Orbi Dubai is just one of the visceral entertainment experiences that could pave the way for the way we interact with animals in the future
Behind us, something is crashing through the undergrowth of the Rwandan jungle. Hooting, growling and thumping penetrates the darkness, with a sudden jolt reducing us to nervous giggles. Suddenly the cause of the commotion appears. A Silverback gorilla standing at six feet tall and weighing approximately 350 pounds – twice the size of an adult male – is sizing us up.
“Remember, stay very still,” says our guide. “And don’t look him in the eye: they view that as a direct threat.” After a few hair-raising seconds, the crisis is averted, and the Silverback returns calmly to his pack, the chest-beating alpha male turned into a gentle father playing with his young.
We are sitting inside Orbi Dubai, itself located inside City Centre Mirdif Mall in Dubai. Billed as a “high-octane indoor nature museum”, its aim is to bring the jungles of Central Africa – plus a raft of other wild locations – to cities worldwide.
Initially introduced in Japan as an experimental attraction, the UAE was keen to be next in line. Using renowned explorer Nabil Al Busaidi (who became the first Arab to walk to the magnetic North Pole in 2009) as its ambassador, the centre is a collaboration between BBC, a stalwart in natural history filmmaking, SEGA, a master in digital entertainment and Majid Al Futtaim, who own City Centre Mirdif where the attraction is housed.
It's wondrous to behold animals, but does that give us the right to keep them in zoos?
“Orbi Dubai is the attraction’s first location outside of Japan – this makes its opening in Dubai a big deal,” says Sherif Hashem, Senior Marketing Manager for Majid Al Futtaim’s leisure and entertainment department.
“The UAE is an ambitious and growing market and we continue to see high demand for ‘edutainment’ from consumers. It is also known for being at the cutting-edge of new technology and attractions and this made it a natural fit for the first Orbi location.”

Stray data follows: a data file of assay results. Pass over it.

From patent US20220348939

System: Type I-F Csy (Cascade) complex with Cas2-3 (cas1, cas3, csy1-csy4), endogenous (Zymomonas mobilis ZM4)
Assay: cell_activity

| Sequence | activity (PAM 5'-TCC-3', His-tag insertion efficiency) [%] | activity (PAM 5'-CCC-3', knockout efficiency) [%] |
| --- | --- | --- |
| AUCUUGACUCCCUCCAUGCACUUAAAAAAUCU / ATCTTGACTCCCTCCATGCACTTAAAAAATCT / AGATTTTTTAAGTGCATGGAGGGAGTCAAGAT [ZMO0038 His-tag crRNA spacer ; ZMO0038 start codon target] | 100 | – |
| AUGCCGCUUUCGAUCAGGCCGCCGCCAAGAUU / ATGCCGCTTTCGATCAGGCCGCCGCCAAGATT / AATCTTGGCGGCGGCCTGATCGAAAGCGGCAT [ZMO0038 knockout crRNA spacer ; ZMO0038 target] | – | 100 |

The space is split up into several sections, all of which employ innovative tech to give visitors the closest experience to wildlife possible (outside of seeing them in the flesh). Visitors can compare their jump to a marsh frog using a motion capture photo booth, stand in a freezing wind tunnel that echoes the climate of Mount Kenya, or watch a family of meerkats as they see off a cobra.
A 37-metre screen plays custom-made BBC Earth films amplified by two massive screens behind viewers to create a 360-degree experience, with 3D sound and tech that generates wind, fog and vibrations all adding to the immersion into the animal world.
As well as entertain, the experience’s aim is to educate, says Hashem. Before heading into the Rwandan jungle our guide tells us that mountain gorillas remain exceedingly endangered, with fewer than 900 existing today. The ramifications of the ivory trade are also explored, and man’s footprint on nature is a constant theme.
With documentaries like Blackfish enacting real change in the way animals are kept in enclosures – Sea World stopped using its killer whales in performance and ended its captive breeding programme after the film was released – it is clear that the way we interact with captive animals needs significant consideration.
Photo-journalist Jo-Anne McArthur has an ongoing project photographing animals in captivity, whether it be in rescues, for research, breeding, fur, meat – or our amusement. Of zoos, she writes: “It's wondrous to behold animals, but does that give us the right to keep them in zoos… are we instilled with reverence for these individuals, or does seeing them on display reinforce the idea that they are ours, for our use and enjoyment?”
Damien Latham, the CEO of Majid Al Futtaim said that Orbi Dubai could “transform the way people in the UAE explore the mysteries of nature, inviting them to see, hear and feel the planet in a unique and enchanting way.” As we witness bison migrate through the giant basin of Yellowstone, the idea of watching them pace around an enclosure pales in comparison.